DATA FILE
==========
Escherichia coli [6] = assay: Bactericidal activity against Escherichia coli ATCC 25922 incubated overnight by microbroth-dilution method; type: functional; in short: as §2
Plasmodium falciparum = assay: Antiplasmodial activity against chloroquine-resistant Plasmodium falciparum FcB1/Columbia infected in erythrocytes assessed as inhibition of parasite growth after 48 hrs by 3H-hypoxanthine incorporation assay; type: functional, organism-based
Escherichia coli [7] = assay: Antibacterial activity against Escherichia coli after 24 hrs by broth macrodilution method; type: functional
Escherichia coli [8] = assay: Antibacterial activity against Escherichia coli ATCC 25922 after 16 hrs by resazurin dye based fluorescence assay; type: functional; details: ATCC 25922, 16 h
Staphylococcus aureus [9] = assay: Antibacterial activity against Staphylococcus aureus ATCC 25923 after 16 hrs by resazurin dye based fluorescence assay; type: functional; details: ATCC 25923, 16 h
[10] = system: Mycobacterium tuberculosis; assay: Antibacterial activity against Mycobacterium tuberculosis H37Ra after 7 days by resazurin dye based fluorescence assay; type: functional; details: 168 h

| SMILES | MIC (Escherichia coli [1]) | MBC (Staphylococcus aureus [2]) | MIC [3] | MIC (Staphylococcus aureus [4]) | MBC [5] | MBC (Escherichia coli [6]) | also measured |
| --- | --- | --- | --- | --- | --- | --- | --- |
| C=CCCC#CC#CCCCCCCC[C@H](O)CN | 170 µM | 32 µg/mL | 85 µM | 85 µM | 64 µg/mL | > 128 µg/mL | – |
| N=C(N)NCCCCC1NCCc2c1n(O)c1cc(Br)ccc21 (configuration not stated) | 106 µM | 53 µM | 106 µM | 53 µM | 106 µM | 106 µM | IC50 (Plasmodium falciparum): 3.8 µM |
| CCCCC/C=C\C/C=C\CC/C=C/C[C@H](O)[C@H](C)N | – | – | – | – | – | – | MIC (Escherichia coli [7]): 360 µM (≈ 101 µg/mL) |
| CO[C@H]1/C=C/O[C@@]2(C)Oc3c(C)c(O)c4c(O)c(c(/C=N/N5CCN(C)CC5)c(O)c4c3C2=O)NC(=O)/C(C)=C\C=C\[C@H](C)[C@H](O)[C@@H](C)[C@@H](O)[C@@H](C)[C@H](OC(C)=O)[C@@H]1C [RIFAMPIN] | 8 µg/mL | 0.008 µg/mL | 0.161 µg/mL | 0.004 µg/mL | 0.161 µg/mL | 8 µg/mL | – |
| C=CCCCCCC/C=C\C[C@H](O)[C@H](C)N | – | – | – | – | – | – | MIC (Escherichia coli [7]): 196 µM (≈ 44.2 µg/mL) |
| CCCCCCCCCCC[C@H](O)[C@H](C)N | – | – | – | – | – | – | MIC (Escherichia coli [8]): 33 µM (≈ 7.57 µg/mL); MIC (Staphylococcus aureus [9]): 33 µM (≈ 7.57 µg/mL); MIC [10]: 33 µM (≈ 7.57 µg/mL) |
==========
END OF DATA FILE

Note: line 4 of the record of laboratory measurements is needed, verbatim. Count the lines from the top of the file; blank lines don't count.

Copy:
Escherichia coli [8] = assay: Antibacterial activity against Escherichia coli ATCC 25922 after 16 hrs by resazurin dye based fluorescence assay; type: functional; details: ATCC 25922, 16 h